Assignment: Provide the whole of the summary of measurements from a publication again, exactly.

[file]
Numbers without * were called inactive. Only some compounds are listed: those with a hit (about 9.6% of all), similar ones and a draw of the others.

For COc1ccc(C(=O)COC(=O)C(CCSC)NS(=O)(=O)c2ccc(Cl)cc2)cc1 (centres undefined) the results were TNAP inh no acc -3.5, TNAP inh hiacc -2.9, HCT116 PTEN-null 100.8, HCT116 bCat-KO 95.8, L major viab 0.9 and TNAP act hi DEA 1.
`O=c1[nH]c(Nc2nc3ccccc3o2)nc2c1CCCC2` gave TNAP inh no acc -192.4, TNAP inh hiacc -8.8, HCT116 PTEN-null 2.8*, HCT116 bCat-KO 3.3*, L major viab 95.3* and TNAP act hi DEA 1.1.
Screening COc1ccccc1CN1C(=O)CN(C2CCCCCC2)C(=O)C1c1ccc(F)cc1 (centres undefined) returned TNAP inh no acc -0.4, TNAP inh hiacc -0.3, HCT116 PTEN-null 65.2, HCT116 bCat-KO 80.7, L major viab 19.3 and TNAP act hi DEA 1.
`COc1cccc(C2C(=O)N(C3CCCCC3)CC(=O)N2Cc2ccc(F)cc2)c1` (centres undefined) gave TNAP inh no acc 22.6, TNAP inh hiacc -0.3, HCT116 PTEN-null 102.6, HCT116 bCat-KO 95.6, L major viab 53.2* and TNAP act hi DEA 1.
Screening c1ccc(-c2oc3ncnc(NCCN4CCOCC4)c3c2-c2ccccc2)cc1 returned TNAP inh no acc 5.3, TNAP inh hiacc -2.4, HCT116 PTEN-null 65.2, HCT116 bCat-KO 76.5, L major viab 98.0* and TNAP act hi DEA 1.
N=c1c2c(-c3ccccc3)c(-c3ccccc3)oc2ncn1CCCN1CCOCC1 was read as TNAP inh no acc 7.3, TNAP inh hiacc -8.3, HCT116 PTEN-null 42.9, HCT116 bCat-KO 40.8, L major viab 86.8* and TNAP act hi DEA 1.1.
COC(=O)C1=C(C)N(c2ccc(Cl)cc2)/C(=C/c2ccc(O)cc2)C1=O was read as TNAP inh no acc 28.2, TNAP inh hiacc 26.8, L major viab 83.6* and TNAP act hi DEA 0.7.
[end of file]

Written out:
Numbers without * were called inactive. Only some compounds are listed: those with a hit (about 9.6% of all), similar ones and a draw of the others.

For COc1ccc(C(=O)COC(=O)C(CCSC)NS(=O)(=O)c2ccc(Cl)cc2)cc1 (centres undefined) the results were TNAP inh no acc -3.5, TNAP inh hiacc -2.9, HCT116 PTEN-null 100.8, HCT116 bCat-KO 95.8, L major viab 0.9 and TNAP act hi DEA 1.
`O=c1[nH]c(Nc2nc3ccccc3o2)nc2c1CCCC2` gave TNAP inh no acc -192.4, TNAP inh hiacc -8.8, HCT116 PTEN-null 2.8*, HCT116 bCat-KO 3.3*, L major viab 95.3* and TNAP act hi DEA 1.1.
Screening COc1ccccc1CN1C(=O)CN(C2CCCCCC2)C(=O)C1c1ccc(F)cc1 (centres undefined) returned TNAP inh no acc -0.4, TNAP inh hiacc -0.3, HCT116 PTEN-null 65.2, HCT116 bCat-KO 80.7, L major viab 19.3 and TNAP act hi DEA 1.
`COc1cccc(C2C(=O)N(C3CCCCC3)CC(=O)N2Cc2ccc(F)cc2)c1` (centres undefined) gave TNAP inh no acc 22.6, TNAP inh hiacc -0.3, HCT116 PTEN-null 102.6, HCT116 bCat-KO 95.6, L major viab 53.2* and TNAP act hi DEA 1.
Screening c1ccc(-c2oc3ncnc(NCCN4CCOCC4)c3c2-c2ccccc2)cc1 returned TNAP inh no acc 5.3, TNAP inh hiacc -2.4, HCT116 PTEN-null 65.2, HCT116 bCat-KO 76.5, L major viab 98.0* and TNAP act hi DEA 1.
N=c1c2c(-c3ccccc3)c(-c3ccccc3)oc2ncn1CCCN1CCOCC1 was read as TNAP inh no acc 7.3, TNAP inh hiacc -8.3, HCT116 PTEN-null 42.9, HCT116 bCat-KO 40.8, L major viab 86.8* and TNAP act hi DEA 1.1.
COC(=O)C1=C(C)N(c2ccc(Cl)cc2)/C(=C/c2ccc(O)cc2)C1=O was read as TNAP inh no acc 28.2, TNAP inh hiacc 26.8, L major viab 83.6* and TNAP act hi DEA 0.7.